Ramadan 2022 in Oman: all you need to know about the holy month during Covid-19

Large iftar and suhoor gatherings will again be prohibited, including charity-led communal iftars

Nizwa Mosque, in Nizwa, Oman. Saleh Al Shaibany for The National
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With Ramadan approaching, people in Oman are preparing once again to observe the holy month during the coronavirus pandemic.

Authorities are attempting restore a level of normality across all sectors after the number of daily Covid-19 cases dwindled in the sultanate following a small spike at the start of the year.

The gulf nation has so far approved the use of 11 Covid-19 vaccines.

Omani authorities have encouraged people to receive their second and third shots of the vaccine. About 96 per cent of those admitted to intensive care units since the start of the pandemic were either unvaccinated or had received only one dose, Minister of Health Dr Ahmed Al Saeedi said.

Only the first and second Covid-19 shots are mandatory in Oman.

The country began its vaccination drive in December 2020. In early April 2021, the Ministry of Health urged all Omanis and Muslim expatriates to take their coronavirus vaccinations during the holy month.

Last Ramadan, an overnight lockdown was imposed in Oman, limiting movement from 9pm to 4am every day.

Here is everything you need to know about Ramadan 2022 in Oman, with a new set of restrictions for congregational prayers and communal meals.

What is Ramadan?

Ramadan is the ninth and holiest month of the Islamic calendar and comes after the month of Shaban.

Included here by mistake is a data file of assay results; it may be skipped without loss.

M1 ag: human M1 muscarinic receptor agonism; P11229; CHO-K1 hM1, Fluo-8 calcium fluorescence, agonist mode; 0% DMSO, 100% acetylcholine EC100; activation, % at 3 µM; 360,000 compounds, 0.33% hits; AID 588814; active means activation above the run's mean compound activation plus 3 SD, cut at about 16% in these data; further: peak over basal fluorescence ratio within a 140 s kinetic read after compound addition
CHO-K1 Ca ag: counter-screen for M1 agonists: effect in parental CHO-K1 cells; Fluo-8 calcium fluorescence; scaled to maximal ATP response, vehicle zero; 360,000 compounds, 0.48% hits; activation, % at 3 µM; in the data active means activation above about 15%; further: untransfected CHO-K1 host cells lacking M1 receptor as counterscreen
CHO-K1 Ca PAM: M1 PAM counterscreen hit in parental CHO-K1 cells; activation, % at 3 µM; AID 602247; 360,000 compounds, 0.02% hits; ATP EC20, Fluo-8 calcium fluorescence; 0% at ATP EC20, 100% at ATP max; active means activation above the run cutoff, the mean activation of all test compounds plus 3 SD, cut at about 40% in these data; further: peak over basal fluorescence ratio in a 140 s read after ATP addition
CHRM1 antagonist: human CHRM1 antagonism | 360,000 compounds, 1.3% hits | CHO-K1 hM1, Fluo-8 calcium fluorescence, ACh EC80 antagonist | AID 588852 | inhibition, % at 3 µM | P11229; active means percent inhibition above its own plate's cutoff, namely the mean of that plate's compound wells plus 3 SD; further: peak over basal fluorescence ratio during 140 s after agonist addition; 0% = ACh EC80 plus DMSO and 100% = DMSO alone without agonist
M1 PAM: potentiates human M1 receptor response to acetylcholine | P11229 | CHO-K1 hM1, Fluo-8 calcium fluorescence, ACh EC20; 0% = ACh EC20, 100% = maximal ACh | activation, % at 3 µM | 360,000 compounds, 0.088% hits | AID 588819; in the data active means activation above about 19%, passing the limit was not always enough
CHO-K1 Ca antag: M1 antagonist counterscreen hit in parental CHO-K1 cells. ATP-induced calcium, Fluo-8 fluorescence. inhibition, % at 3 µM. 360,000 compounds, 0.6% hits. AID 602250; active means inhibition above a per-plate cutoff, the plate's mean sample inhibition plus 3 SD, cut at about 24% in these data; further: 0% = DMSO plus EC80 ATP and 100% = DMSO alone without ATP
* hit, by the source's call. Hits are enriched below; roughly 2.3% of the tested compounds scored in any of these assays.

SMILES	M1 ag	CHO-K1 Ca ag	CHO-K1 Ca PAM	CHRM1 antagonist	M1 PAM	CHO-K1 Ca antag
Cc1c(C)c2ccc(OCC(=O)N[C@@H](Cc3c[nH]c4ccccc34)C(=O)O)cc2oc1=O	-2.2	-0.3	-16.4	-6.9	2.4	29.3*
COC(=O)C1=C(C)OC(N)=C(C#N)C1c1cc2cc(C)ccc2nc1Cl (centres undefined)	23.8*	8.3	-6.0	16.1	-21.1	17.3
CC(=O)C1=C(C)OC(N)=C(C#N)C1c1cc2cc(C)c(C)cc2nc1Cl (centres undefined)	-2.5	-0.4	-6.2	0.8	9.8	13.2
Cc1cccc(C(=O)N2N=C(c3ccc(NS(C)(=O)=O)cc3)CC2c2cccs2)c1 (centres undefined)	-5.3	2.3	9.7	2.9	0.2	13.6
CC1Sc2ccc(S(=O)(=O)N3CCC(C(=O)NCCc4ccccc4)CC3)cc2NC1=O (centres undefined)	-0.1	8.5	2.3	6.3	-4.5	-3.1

Muslims believe that during this month, the Quran was revealed to the Prophet Mohammed.

It is a time for Muslims to strengthen their faith through fasting and prayer and through increased reciting of the Quran.

Fasting from sunrise to sunset throughout the holy month is an obligation for every able Muslim who has reached the age of maturity.

When does Ramadan begin?

Ramadan will most likely start on April 2, but the final date will be confirmed closer to the time by the Moon-sighting committee, part of Oman's Ministry of Endowments and Religious Affairs.

The committee, made up of astronomers, court officials and advisers from the country's Islamic authority, typically convenes after the maghrib, or sunset prayers, on the 29th day of Shaban to look for the new crescent moon.

What are the Covid-19 rules in Oman during Ramadan?

On March 29, Omani authorities announced that Ramadan's mass taraweeh prayers will be open in mosques to fully vaccinated people only. Others, including children, will not be allowed.

Mass gatherings for iftar and suhoor will again be prohibited, including the charity-led communal iftar gatherings, which are usually held in public for those in need.

“Charity teams and private establishments concerned, including civil society institutions, may distribute the meals to target beneficiaries, but without organising gatherings,” state news agency ONA reported.

Seyyida Fatma bint Ali Mosque in Alhail, Muscat. Saleh Al Shaibany for The National
Seyyida Fatma bint Ali Mosque in Alhail, Muscat. Saleh Al Shaibany for The National

Before the pandemic, large groups gathered for taraweeh every night during the holy month and large iftar meals were offered in mosques throughout Oman so Muslims could gather and break the day-long fast together.

Masks and social distancing will continue to be required in indoor areas as wedding and conference halls remain limited to 70 per cent capacity.

Ramadan working hours will be reduced from seven to five hours a day for civil servants.

For the private sector, working hours will be cut from eight to six hours a day.

Are charity drives operational this year?

All charity work will continue as usual, including the distribution of food packages.

What etiquette should I follow if I am not fasting this Ramadan?

Non-Muslims are advised to dress conservatively, not to eat in public during the daytime and to refrain from swearing.